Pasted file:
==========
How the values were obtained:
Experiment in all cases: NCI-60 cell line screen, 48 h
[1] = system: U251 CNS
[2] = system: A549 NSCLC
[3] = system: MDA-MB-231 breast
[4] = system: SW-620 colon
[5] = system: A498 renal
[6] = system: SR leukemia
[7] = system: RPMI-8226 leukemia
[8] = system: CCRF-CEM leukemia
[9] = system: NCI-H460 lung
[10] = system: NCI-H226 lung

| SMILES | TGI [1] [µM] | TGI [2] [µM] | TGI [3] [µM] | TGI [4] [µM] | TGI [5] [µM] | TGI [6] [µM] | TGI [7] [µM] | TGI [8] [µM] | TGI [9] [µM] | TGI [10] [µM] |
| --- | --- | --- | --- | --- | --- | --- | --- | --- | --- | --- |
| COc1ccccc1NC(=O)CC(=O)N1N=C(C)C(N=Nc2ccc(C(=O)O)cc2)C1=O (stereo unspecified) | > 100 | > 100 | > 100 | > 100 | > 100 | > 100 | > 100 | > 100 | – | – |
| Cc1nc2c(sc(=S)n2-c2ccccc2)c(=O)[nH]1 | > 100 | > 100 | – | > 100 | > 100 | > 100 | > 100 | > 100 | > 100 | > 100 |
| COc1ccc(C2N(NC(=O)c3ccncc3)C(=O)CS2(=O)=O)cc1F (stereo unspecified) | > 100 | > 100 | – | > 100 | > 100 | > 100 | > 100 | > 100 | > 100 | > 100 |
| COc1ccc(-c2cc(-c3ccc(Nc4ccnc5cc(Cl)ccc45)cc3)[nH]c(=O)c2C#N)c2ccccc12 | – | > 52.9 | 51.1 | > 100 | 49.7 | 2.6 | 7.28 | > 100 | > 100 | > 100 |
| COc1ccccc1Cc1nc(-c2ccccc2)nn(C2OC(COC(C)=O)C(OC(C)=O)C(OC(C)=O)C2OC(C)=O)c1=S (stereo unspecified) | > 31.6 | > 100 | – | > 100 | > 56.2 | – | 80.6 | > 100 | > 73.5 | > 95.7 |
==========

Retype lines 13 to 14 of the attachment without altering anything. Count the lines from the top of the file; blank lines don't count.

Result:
| SMILES | TGI [1] [µM] | TGI [2] [µM] | TGI [3] [µM] | TGI [4] [µM] | TGI [5] [µM] | TGI [6] [µM] | TGI [7] [µM] | TGI [8] [µM] | TGI [9] [µM] | TGI [10] [µM] |
| --- | --- | --- | --- | --- | --- | --- | --- | --- | --- | --- |